SAN FRANCISCO (Reuters) - A California judge on Wednesday said he was likely to dismiss criminal pimping charges against the chief executive and controlling shareholders of Backpage.com, ruling that a federal immunity shield for tech companies protected them from prosecution for content posted by third parties.
Backpage, the second-largest U.S. online classified ad service after Craigslist, has faced scrutiny from the U.S. Senate as well as civil lawsuits over allegations that the site facilitates sex trafficking, especially of children.
The controversy over Backpage.com is at the center of a debate over how much liability tech companies should face for user-generated content posted on their platforms.
California Attorney General Kamala Harris last month brought criminal charges against Carl Ferrer, the Backpage CEO, along with shareholders Michael Lacey and James Larkin. However, the defendants argued that the ads on Backpage were posted by third parties and that the state offered no evidence that the defendants knew ads placed by escort services were solicitations for sex.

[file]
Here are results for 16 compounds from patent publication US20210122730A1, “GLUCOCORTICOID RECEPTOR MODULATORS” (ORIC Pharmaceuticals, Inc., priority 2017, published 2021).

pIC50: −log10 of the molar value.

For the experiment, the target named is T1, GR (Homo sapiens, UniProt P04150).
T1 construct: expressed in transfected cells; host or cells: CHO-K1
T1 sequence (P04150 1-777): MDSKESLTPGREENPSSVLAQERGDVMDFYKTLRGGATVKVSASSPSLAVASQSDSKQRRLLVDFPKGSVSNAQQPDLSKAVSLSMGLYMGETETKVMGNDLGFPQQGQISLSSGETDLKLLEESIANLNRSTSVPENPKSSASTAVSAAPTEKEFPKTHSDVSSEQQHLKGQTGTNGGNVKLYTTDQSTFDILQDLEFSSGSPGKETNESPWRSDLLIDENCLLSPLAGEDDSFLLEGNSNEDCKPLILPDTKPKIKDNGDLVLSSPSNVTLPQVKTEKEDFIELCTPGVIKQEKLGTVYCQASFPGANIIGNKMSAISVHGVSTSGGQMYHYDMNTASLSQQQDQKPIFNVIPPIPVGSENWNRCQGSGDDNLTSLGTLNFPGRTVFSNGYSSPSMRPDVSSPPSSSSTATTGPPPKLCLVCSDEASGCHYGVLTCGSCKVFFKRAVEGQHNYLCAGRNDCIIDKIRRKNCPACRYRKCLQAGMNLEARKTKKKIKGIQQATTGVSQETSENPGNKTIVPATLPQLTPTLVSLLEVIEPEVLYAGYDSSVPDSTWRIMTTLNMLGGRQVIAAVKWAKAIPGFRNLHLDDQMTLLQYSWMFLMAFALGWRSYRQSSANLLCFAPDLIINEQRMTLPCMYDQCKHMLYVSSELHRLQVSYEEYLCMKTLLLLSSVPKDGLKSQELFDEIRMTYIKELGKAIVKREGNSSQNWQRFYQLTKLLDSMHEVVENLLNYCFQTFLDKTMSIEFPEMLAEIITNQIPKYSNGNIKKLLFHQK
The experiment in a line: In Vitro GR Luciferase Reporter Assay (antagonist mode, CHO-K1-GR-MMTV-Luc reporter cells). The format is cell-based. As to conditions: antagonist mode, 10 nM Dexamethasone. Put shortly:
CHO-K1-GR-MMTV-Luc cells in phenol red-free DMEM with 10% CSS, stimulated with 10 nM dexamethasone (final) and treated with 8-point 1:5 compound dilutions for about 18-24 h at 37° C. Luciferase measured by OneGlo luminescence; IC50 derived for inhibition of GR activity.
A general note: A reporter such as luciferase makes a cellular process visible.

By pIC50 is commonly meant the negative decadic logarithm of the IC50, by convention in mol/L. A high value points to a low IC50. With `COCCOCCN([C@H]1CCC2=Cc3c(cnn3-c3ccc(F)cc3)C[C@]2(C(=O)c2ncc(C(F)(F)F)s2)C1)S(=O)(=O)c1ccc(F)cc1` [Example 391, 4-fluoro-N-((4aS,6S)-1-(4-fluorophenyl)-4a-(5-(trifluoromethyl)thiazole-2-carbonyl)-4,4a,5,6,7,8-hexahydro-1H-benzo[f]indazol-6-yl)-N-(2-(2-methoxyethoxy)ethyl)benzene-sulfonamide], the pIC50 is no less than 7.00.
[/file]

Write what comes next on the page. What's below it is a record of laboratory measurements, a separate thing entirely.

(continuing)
Under the federal Communications Decency Act, the defendants argued that they could not be prosecuted for content posted by third parties.
In a tentative ruling on Wednesday, Sacramento County Superior Court Judge Michael Bowman agreed, saying Congress passed the Communications Decency Act to protect free speech online.
“Congress has spoken on this matter and it is for Congress, not this Court, to revisit,” Bowman wrote.
During a hearing later on Wednesday, the judge said the AG’s office could file additional briefs on the issue and that he would make a final ruling by Dec. 9, according to his clerk Trevor Shaddix.
A spokeswoman for the attorney general’s office declined to comment.
The Senate voted 96-0 earlier this year to hold Backpage in civil contempt after it did not comply with a subpoena to hand over documents explaining how it combats sex trafficking in ads on the adult section of its website.
One civil lawsuit against Backpage was filed by three young girls who said they were raped multiple times after being advertised on the site. The girls alleged Backpage’s rules were intended to instruct pimps how to post trafficking ads that evade law enforcement.
The Washington state supreme court refused Backpage’s request to dismiss that case. However, a federal appeals court threw out a similar trafficking case involving children against Backpage in Massachusetts earlier this year, saying the free speech principles embodied in the Communications Decency Act were paramount.
Reporting by Dan Levine; Editing by Leslie Adler and Chris Reese
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